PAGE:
Escapism is hard when you’re living and working in Los Angeles, a mecca for musicians trying to make it in the industry. It’s a city full of opportunity but a place where playing the compare game is easy. “It’s one thing to be surrounded by it on social media, but when you’re also physically surrounded by people that are killing it… It really forces you to build your own structure and confidence to not feel lost in it just because you’re not doing as well as someone else,” she says. “Los Angeles has so many people in pop music and there are some doing 3 or 4 writing sessions a day. I can’t imagine finding sanctity in writing when you’re doing it that much.”


Instead, Chicha opts to take a different perspective on her own inner demons, choosing not to ‘fix’ her impostor syndrome but to view it as something that can push her up rather than press her down. “I feel like I'll always experience it [impostor syndrome] because music is so big and I can’t ever imagine creating a song that good or an album that is groundbreaking. But I feel like I have been pushing myself more to just think about it in terms of creating something that I feel is my best work.”

On Klepto, Spill Tab is credited as a producer for every song. She likes to dip into genres, bending them at her will, and creating something that sounds interesting and fun to her. She knows a song is a good one when she goes home and wants to listen to it again. “I'm trying to gravitate towards things that I come back to time and time again. I don't really know what that means because at the moment you never know if you're making the thing that you're going to be excited about or not — sometimes you're just trying to just try to make something.”

Producing was a natural step for her — partly because she sees herself embedded within music for a while and, also because she hates having to over-explain to someone else what she wants done to a song. “I just genuinely enjoy learning new stuff about music because I like the idea that you can have a long career in it if you are trying to access new things. With that in mind, I just try and access something new when I can, as much as I can. That could mean me at my computer tracking my own vocals and moving stuff around, like chopping it up. I’m a bad communicator sometimes so I’d rather just do it myself. I think that's genuinely how I learned to produce — it came from not being able to explain it so I just did it myself to speed up the process.”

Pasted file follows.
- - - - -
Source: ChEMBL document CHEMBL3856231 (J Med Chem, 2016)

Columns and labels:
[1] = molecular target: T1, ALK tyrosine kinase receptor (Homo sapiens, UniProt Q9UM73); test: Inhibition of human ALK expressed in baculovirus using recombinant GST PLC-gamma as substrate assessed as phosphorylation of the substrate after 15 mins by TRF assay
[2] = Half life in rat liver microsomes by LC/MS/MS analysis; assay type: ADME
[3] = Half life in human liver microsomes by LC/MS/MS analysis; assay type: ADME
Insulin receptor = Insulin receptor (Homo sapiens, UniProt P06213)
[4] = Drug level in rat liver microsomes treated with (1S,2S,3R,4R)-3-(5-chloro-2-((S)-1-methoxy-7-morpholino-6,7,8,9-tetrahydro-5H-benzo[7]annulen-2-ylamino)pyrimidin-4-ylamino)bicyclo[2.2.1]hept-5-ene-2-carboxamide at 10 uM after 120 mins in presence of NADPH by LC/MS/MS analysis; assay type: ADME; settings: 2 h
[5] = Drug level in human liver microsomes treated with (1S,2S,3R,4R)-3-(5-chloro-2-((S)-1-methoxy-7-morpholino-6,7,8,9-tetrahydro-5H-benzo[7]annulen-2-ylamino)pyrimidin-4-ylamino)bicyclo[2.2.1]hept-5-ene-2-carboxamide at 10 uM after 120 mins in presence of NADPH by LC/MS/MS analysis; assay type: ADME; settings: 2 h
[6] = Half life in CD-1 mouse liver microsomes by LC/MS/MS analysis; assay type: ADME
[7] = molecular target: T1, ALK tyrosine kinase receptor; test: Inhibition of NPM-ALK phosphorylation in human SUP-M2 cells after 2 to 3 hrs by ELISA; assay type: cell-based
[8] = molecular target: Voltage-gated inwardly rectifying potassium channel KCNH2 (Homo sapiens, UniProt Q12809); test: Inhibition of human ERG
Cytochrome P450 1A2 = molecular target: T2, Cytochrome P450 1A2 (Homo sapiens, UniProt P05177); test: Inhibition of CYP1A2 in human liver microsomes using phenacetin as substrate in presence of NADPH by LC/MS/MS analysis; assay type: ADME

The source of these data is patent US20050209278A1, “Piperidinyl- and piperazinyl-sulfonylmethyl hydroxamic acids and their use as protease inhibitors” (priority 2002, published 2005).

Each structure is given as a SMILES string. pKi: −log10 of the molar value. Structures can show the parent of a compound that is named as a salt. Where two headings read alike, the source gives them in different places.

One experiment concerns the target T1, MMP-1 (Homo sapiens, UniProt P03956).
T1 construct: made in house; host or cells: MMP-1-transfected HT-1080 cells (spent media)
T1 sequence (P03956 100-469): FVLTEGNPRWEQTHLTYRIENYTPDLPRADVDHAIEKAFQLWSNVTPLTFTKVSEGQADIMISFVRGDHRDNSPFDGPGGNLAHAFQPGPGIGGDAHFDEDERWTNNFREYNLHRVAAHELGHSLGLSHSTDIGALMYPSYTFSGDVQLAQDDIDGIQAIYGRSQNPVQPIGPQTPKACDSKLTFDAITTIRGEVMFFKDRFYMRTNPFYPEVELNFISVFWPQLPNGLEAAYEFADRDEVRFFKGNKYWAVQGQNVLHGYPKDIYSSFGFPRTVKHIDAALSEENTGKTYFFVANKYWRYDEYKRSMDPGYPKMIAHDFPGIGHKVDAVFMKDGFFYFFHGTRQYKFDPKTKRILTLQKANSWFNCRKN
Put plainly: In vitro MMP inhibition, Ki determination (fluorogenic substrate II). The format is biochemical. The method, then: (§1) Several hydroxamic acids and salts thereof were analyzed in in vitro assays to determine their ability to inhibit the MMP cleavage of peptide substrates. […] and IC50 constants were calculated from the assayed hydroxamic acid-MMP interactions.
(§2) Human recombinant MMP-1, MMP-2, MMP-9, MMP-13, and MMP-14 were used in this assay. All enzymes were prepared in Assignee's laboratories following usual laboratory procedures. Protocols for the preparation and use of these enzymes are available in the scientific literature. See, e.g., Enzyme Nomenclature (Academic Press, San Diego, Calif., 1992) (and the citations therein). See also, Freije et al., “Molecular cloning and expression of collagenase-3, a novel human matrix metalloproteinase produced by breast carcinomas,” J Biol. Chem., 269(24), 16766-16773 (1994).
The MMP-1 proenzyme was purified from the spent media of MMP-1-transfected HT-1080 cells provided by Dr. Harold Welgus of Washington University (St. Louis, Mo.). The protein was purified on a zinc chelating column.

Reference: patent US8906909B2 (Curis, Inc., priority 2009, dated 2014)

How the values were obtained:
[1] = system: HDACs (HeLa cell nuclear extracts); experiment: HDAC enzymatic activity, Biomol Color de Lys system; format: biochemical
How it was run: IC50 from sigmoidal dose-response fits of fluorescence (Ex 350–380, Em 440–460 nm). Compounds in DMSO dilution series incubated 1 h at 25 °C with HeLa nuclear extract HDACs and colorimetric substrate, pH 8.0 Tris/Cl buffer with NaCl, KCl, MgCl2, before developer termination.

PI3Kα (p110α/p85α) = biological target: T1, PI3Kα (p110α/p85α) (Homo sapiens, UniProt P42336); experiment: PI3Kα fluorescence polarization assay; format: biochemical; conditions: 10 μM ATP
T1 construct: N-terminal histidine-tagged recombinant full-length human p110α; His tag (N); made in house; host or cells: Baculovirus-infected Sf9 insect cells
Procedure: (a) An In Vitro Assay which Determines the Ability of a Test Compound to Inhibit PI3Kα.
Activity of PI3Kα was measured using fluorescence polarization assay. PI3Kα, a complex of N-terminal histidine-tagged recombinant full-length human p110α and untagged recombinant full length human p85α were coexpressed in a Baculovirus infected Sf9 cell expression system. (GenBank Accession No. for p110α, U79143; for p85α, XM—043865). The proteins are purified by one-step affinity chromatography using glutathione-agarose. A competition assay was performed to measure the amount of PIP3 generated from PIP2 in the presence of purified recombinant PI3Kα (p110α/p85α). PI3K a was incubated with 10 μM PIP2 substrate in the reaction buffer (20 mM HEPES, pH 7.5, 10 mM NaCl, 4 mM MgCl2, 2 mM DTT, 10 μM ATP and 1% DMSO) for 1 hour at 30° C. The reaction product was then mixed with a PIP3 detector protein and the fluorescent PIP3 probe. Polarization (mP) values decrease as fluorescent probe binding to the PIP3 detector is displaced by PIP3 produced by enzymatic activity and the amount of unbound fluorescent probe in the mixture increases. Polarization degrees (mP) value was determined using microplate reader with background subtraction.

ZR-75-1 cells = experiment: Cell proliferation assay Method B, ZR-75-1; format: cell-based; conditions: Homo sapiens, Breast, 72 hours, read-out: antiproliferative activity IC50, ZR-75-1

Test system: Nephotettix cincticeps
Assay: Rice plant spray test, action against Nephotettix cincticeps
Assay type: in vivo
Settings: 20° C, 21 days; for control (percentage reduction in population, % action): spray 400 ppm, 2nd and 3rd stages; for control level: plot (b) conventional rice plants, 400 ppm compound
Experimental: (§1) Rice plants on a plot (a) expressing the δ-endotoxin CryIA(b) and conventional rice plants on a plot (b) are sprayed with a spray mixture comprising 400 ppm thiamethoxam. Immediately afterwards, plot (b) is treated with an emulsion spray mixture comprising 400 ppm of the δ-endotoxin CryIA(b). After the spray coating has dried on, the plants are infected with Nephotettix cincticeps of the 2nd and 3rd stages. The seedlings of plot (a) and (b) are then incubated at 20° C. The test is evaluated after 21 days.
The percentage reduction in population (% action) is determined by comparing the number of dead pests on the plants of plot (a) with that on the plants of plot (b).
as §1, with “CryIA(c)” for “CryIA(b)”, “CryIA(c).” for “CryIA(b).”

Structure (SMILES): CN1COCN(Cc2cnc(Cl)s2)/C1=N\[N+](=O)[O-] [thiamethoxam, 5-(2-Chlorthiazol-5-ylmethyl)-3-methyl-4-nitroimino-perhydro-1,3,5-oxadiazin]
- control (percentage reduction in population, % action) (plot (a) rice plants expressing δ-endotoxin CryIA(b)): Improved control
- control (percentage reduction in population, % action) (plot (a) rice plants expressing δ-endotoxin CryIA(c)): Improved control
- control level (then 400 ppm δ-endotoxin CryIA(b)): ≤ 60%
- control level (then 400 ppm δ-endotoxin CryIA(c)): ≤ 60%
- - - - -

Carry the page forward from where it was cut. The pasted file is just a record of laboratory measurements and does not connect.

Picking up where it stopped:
With every release, Chicha has gone from strength to strength, carefully curating a discography of three EPs that have served as chapters of her life. With Klepto, she sees it as an ending and a beginning all in one. “I do view it as something ending. I'm on my third EP and I have a couple of songs that I'm really so excited to finish and share. I was really excited for this chapter to come to a close so I could really just focus on what's next and really put my whole body into making the next project feel super special and super different.”

As she wraps up this chapter of her life, Chicha has big goals. “Honestly, this is so minimal, but I'd like to be able to jump rope for five minutes straight!” she laughs. “I tried this morning and I got 50 seconds in and I physically had to stop, I was feeling nauseous! So yes, I would love to be able to jump rope for five minutes straight by the end of the year.” Not a hard goal for someone who has already battled her impostor syndrome demons and is, despite their hard efforts, is burgeoning.